The B & W edition, $6.95, black & white edition link, is perfect for sending along with the quilt you just made for someone. Be sure to read the chapter on shipping before mailing your gift quilt. This edition has 32 black and white photos.

The full-color edition, $14.95, full-color edition link, has a slightly different title, the addition of the words “Full-color edition.” The 32 photos in color will help you visualize what I’m talking about.

And what am I talking about? The book is based on the columns I wrote for the Wyoming State Quilt Guild’s newsletter and posted here. The information has been updated with the assistance of Jeananne Wright, AQS-certified quilt appraiser and antique quilt expert. And the topics have been realigned into 12 chapters. The first two are of interest to quiltmakers and the other 10 to all quilt owners.

Make – Quiltmakers need to think about quality materials and techniques when constructing a quilt.

Test – How do you test for washability and light-fastness of fabrics for those special quilts?

Use – What’s the best way to make a bed with a quilt?

Display – Keep fading even if not absent; learn stress-free way to hang a quilt.

Air – Sometimes all a quilt needs is a little airing.

Wash – What do you need to know before you wash a quilt?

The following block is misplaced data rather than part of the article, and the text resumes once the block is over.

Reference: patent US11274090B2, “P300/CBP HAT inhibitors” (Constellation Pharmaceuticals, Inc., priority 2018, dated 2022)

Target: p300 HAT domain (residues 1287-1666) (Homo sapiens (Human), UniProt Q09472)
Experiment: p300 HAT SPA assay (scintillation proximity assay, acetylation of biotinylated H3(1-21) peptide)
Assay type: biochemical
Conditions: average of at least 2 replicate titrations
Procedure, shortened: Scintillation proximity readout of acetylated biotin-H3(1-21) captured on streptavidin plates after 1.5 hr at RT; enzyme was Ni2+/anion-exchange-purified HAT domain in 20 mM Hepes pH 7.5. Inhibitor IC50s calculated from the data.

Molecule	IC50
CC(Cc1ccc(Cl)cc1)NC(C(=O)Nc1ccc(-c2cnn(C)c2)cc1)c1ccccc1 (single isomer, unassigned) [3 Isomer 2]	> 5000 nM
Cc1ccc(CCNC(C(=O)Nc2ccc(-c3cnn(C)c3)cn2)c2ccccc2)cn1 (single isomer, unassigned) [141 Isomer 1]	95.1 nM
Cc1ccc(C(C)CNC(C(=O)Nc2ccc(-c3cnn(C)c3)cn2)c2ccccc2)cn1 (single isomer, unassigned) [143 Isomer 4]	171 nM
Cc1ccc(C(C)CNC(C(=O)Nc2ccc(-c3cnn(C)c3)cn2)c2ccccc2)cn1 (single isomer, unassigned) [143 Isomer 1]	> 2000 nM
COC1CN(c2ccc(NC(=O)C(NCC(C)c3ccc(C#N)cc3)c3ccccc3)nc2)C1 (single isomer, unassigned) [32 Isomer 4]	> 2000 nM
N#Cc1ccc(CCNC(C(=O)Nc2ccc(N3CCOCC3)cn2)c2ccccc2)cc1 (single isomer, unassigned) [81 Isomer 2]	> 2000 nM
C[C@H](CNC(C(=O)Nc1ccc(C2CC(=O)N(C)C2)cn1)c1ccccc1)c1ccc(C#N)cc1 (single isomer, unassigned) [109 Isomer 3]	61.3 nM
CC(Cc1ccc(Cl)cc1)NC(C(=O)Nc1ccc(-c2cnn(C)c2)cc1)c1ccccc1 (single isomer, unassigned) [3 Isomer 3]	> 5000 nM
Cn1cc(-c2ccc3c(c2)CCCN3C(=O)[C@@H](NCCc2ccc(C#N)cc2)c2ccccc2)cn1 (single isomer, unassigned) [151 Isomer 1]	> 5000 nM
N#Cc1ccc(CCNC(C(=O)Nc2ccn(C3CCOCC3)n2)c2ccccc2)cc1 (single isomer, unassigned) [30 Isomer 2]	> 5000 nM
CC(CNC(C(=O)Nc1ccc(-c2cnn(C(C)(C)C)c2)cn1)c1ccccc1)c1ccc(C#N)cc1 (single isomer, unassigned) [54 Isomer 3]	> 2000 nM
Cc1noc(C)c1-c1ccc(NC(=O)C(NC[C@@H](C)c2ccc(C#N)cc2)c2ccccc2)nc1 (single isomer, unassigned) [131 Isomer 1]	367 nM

Dry – Air-dry or machine-dry, it’s all about the balance between abrasion and migration.

Store – Where to find a clean, unlighted place for your quilt to rest.

Appraise – Showing a homemade quilt is worth something could encourage future owners to take better care of it.

Insure – A quilt is an investment, in time and effort, if not money. Protect it.

Ship – There’s much to consider when shipping a quilt to a show or its new owner.

Sign – Find out how to make a label about the quilter and the quilt to sew on the back. The more information, the more important the quilt could become in the future.

Find out more about the book at https://yuccaroadpress.com/. And consider leaving a comment or review there or on Amazon.

Thanks,

Barb Gorges

Sign quilts for posterity

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A quilt documentation label should include quiltmaker’s name, date, location and occasion for making the quilt. Photo by Barb Gorges.

How to Help Your Quilt Live to 100, Part 16

By Barb Gorges

In the previous 15 columns I have touched on topics relating to quilt construction, care and use that will hopefully help your quilt make it through several generations.

I have one final suggestion for you, a reiteration of my first column: Sign and date your quilt.